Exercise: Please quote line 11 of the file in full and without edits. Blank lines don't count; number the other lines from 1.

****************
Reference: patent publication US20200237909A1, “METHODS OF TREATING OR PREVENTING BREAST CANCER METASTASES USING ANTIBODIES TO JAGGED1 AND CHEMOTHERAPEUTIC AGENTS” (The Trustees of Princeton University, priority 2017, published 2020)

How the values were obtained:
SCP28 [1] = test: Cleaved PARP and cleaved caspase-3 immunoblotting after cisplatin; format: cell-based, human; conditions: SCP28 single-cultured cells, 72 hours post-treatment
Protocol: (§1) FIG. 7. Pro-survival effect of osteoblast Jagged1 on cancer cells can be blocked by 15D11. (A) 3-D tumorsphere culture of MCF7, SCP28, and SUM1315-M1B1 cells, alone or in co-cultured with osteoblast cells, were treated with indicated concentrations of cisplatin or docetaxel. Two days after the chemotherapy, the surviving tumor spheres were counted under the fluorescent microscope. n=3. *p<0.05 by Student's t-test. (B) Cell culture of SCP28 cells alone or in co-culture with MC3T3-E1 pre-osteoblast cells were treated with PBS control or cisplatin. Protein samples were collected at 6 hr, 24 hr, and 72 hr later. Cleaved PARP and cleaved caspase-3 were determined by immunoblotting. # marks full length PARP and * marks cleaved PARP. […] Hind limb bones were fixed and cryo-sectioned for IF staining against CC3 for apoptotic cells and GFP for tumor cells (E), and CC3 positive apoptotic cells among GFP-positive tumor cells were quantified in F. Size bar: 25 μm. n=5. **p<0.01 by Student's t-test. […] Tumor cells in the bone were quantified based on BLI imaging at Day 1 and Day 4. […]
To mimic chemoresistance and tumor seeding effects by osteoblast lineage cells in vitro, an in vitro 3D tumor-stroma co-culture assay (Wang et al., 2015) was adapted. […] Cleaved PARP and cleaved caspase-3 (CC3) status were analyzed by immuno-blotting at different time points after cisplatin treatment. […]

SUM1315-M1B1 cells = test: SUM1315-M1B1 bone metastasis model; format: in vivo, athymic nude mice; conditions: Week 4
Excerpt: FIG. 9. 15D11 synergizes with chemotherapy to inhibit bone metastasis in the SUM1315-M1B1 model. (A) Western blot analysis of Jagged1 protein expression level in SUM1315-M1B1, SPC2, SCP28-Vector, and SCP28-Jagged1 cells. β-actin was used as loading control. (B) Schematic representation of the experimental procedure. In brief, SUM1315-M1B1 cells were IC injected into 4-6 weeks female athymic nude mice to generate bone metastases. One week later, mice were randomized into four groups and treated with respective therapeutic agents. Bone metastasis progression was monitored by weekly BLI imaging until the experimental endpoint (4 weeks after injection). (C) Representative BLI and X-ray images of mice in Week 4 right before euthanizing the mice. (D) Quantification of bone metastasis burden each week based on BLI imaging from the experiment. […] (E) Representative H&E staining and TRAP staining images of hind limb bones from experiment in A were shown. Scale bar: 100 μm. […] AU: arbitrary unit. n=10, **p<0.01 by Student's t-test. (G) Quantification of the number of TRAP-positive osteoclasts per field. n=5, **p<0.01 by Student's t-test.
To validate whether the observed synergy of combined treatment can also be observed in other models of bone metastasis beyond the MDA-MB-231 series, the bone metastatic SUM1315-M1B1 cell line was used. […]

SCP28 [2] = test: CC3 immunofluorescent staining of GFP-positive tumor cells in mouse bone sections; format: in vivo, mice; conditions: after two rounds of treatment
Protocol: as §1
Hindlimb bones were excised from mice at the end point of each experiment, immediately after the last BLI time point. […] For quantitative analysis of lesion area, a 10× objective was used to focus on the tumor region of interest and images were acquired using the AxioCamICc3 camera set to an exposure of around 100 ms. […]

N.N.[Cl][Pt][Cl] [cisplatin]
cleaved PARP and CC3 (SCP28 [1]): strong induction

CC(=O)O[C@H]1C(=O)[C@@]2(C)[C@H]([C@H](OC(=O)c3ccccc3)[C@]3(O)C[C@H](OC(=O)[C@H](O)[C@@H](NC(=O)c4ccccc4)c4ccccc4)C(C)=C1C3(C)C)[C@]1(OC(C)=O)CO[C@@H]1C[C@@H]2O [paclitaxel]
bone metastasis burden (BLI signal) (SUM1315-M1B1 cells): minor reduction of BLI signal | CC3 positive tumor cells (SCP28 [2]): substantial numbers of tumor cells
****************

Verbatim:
Hindlimb bones were excised from mice at the end point of each experiment, immediately after the last BLI time point. […] For quantitative analysis of lesion area, a 10× objective was used to focus on the tumor region of interest and images were acquired using the AxioCamICc3 camera set to an exposure of around 100 ms. […]